Six quality and safety experts were appointed to the North American Quality Advisory Panel. They worked closely with the automaker's leadership team and the North American Quality Task Force. The experts were responsible for advising Toyota’s North American affiliates on quality and safety issues. In addition to this, the advisory panel also suggested that Toyota should appoint executives for safety and give decision-making power to executives outside Japan. Commenting on setting up of the panel, Angelo, said, "Engaging the experience and counsel of independent experts is a critical component of this process. We are honored to have each of these accomplished leaders partner with us to help ensure that we achieve our goals." ....

Other Measures

While Toyota focused on creating value from the crisis, in April 2010, it agreed to pay a whopping US$16.4 million fine imposed on it by the NHTSA in the US for failing to notify the US government about its vehicle defects. 16 This was part of the automaker’s crisis containment strategy.

To give more authority to its regional heads, Toyota appointed four American engineers, who were one step below chief engineer and were the ultimate authority to take decisions on vehicles manufactured especially for the US market.

Toyota also set up regional product quality field offices to give a strong regional engineering presence in each part of North America. Each of the six centers were responsible for investigating consumer issues and a particular technical specialty associated with regional, geographical, or environmental conditions in the area....

The Impact

Toyota felt that its efforts of turning a crisis into an opportunity had worked in its favor. This was evident when the automaker received the 2010 Insurance Institute for Highway Safety (IIHS) Top safety Pick Award. The IIHS rated vehicles based on how well they protected drivers and passengers inside the car from front, side, and rear impacts and from rollovers. The cars were also looked at for their electronic stability control.

According to market intelligence firm Starch Advertising Research, from May 2010-December 2011, consumers positively disposing toward the Toyota brand had increased to 70 percent. This was an increase of 11 points from 59 percent from January 2010 through April 2010...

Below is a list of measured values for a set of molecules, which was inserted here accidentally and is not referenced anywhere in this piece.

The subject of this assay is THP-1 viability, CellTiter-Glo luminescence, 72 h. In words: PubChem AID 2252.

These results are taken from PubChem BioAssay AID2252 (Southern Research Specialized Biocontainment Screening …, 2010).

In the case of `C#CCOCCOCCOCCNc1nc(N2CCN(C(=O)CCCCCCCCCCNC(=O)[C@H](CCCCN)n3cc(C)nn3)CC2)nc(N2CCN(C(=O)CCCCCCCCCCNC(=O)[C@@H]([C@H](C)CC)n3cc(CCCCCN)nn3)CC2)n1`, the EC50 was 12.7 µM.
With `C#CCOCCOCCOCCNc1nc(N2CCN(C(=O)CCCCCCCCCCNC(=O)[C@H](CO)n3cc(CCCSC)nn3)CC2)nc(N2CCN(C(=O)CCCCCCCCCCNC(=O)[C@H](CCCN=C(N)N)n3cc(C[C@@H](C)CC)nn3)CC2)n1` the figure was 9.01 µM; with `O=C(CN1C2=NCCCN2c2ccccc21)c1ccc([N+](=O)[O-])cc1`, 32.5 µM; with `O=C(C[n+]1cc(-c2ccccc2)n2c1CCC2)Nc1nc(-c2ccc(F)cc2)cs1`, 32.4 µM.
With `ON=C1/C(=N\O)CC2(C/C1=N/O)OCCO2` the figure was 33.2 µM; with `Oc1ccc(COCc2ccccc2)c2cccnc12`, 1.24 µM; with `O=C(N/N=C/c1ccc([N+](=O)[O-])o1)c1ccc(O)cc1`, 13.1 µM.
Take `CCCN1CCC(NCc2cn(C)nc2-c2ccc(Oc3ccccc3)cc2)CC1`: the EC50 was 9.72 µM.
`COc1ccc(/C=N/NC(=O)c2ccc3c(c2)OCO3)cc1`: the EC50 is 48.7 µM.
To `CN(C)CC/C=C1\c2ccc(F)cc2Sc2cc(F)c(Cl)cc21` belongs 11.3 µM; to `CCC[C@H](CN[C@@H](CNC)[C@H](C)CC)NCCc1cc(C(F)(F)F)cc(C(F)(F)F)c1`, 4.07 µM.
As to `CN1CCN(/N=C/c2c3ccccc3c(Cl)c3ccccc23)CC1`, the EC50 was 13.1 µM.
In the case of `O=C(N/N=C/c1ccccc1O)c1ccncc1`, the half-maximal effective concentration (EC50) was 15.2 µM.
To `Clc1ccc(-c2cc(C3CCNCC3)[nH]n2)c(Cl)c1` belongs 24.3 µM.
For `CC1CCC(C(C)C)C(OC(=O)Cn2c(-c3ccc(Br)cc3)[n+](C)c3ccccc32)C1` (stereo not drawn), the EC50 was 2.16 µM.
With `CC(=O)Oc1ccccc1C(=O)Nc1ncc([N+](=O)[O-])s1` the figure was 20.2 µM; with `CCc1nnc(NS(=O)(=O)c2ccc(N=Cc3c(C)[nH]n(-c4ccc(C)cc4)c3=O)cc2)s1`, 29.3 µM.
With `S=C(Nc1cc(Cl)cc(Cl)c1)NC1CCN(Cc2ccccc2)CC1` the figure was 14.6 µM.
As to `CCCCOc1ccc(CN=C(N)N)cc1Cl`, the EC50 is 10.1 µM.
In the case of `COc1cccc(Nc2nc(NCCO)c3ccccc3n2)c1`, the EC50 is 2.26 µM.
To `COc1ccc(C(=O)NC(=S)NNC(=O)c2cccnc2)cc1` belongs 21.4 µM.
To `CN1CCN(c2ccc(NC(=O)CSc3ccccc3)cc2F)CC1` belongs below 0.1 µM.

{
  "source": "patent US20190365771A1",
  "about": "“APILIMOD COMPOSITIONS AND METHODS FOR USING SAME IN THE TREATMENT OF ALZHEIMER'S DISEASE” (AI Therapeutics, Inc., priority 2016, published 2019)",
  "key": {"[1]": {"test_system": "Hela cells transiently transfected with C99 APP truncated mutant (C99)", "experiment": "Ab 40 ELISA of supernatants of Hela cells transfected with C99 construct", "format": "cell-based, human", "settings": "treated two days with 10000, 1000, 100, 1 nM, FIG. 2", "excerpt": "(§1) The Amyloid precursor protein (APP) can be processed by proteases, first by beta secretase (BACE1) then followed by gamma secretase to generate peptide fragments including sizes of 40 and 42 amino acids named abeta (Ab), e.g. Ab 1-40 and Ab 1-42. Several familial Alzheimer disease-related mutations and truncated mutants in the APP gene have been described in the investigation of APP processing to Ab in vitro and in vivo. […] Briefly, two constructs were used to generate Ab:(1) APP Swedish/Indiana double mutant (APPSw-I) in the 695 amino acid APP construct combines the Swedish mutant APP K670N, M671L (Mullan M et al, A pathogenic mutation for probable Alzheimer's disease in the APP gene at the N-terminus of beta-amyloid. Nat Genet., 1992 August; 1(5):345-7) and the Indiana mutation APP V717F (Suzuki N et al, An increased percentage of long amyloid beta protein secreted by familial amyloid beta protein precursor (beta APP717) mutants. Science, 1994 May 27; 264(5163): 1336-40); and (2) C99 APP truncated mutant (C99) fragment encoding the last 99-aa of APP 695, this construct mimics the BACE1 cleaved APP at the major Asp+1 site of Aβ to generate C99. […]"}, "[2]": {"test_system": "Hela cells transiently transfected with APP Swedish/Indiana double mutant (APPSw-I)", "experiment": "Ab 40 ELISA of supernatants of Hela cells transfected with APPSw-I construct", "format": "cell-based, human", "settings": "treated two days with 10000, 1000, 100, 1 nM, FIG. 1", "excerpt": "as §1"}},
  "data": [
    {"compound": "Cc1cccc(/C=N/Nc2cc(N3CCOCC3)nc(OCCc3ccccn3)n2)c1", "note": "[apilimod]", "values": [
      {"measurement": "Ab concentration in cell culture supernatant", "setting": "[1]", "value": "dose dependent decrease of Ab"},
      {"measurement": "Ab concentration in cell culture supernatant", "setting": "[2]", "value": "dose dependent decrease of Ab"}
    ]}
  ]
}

The Road Ahead

Despite the turnaround, Akio aimed to sustain the growth and said, "We have to keep improving, getting better and better, not taking for granted that we have recovered." To avoid such a crisis in future, Akio aimed to create a more nimble, transparent, and globally-minded organization. In 2013, Akio announced his decision to keep setting up of new plants on hold till 2015 so as to keep costs low. This also reflected his decision to focus on making Toyota a leaner organization giving more autonomy to regional divisions and foreign executives.

In March 2013, the company announced a management overhaul in keeping with Akio's vision of creating a nimble, transparent, and globally-oriented organization to prevent the recurrence of mistakes. The company appointed Mark Hogan, an independent consultant and former GM group vice-president, as a board director. This marked Toyota’s first appointment of an outsider in its 76 year-history. Toyota also promoted four non-Japanese managers for overseeing regional divisions. Commenting on the changes, Akio said, "The objective of the changes being announced today is to build an organization where people can take ownership of their work as we enter a new phase of growth in vehicle sales."...


Exhibit I: Toyota Production System
Exhibit II: Toyota's Milestones
Exhibit III: The Toyota Way
Exhibit IV: Toyota's Financials
Exhibit V: Toyota's Recall Timeline
Exhibit VI: Six-point Plan Adopted by the North American Quality Task Force
Exhibit VII: Safety and Quality Measures Recommended by the Special Committee on Global Quality
Exhibit VIII: Structure of the Special Committee on Global Quality
Exhibit IX :Recommendations Made by the North American Quality Advisory Panel